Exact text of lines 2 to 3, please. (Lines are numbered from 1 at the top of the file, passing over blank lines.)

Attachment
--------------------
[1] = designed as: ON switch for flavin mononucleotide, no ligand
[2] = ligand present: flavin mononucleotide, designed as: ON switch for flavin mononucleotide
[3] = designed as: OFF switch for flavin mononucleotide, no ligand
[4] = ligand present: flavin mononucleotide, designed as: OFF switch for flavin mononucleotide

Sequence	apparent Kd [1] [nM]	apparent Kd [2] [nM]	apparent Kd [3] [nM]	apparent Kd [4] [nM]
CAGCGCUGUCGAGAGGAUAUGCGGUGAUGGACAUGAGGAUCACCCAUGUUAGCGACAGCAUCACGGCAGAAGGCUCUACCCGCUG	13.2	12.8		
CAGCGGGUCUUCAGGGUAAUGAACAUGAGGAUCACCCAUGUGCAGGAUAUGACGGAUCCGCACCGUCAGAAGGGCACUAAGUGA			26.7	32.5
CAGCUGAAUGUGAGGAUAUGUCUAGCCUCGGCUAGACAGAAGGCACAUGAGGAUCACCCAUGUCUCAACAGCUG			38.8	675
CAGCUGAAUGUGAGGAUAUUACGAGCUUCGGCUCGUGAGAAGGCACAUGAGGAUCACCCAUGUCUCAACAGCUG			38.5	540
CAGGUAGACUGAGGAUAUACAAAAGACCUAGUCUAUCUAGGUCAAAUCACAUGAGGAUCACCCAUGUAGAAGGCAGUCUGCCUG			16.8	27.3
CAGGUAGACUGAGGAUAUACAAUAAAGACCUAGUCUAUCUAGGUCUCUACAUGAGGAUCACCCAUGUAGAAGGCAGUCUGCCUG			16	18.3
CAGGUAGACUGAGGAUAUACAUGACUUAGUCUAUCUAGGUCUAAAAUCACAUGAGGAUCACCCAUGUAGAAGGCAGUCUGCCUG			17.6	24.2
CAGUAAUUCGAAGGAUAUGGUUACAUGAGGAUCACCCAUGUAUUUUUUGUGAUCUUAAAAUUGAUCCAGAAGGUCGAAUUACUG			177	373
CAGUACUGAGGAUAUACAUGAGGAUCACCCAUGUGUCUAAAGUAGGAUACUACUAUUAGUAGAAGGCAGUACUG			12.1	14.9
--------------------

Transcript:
[2] = ligand present: flavin mononucleotide, designed as: ON switch for flavin mononucleotide
[3] = designed as: OFF switch for flavin mononucleotide, no ligand